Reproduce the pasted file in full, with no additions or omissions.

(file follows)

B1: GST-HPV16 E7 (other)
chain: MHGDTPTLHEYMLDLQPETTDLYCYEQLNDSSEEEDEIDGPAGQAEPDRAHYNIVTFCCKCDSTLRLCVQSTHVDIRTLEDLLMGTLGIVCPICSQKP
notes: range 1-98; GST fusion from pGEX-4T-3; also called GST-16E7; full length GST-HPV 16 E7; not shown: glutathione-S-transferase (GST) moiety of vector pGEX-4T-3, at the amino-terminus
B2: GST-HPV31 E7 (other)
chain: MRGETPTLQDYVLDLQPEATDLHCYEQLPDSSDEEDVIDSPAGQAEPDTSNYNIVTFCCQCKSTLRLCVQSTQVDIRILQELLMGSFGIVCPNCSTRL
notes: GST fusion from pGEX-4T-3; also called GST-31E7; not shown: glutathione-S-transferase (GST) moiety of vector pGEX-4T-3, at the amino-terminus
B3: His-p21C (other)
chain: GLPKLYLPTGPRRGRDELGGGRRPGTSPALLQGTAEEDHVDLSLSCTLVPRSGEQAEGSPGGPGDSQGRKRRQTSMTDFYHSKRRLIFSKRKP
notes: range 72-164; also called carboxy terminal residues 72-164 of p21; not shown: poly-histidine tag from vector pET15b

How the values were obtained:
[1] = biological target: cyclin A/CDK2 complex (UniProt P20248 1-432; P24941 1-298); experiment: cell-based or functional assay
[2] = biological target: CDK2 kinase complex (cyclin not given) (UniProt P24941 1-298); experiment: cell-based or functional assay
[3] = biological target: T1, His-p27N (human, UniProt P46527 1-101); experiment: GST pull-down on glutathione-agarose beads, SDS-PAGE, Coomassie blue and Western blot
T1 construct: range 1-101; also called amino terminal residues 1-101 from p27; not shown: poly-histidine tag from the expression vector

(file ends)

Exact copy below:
B1: GST-HPV16 E7 (other)
chain: MHGDTPTLHEYMLDLQPETTDLYCYEQLNDSSEEEDEIDGPAGQAEPDRAHYNIVTFCCKCDSTLRLCVQSTHVDIRTLEDLLMGTLGIVCPICSQKP
notes: range 1-98; GST fusion from pGEX-4T-3; also called GST-16E7; full length GST-HPV 16 E7; not shown: glutathione-S-transferase (GST) moiety of vector pGEX-4T-3, at the amino-terminus
B2: GST-HPV31 E7 (other)
chain: MRGETPTLQDYVLDLQPEATDLHCYEQLPDSSDEEDVIDSPAGQAEPDTSNYNIVTFCCQCKSTLRLCVQSTQVDIRILQELLMGSFGIVCPNCSTRL
notes: GST fusion from pGEX-4T-3; also called GST-31E7; not shown: glutathione-S-transferase (GST) moiety of vector pGEX-4T-3, at the amino-terminus
B3: His-p21C (other)
chain: GLPKLYLPTGPRRGRDELGGGRRPGTSPALLQGTAEEDHVDLSLSCTLVPRSGEQAEGSPGGPGDSQGRKRRQTSMTDFYHSKRRLIFSKRKP
notes: range 72-164; also called carboxy terminal residues 72-164 of p21; not shown: poly-histidine tag from vector pET15b

How the values were obtained:
[1] = biological target: cyclin A/CDK2 complex (UniProt P20248 1-432; P24941 1-298); experiment: cell-based or functional assay
[2] = biological target: CDK2 kinase complex (cyclin not given) (UniProt P24941 1-298); experiment: cell-based or functional assay
[3] = biological target: T1, His-p27N (human, UniProt P46527 1-101); experiment: GST pull-down on glutathione-agarose beads, SDS-PAGE, Coomassie blue and Western blot
T1 construct: range 1-101; also called amino terminal residues 1-101 from p27; not shown: poly-histidine tag from the expression vector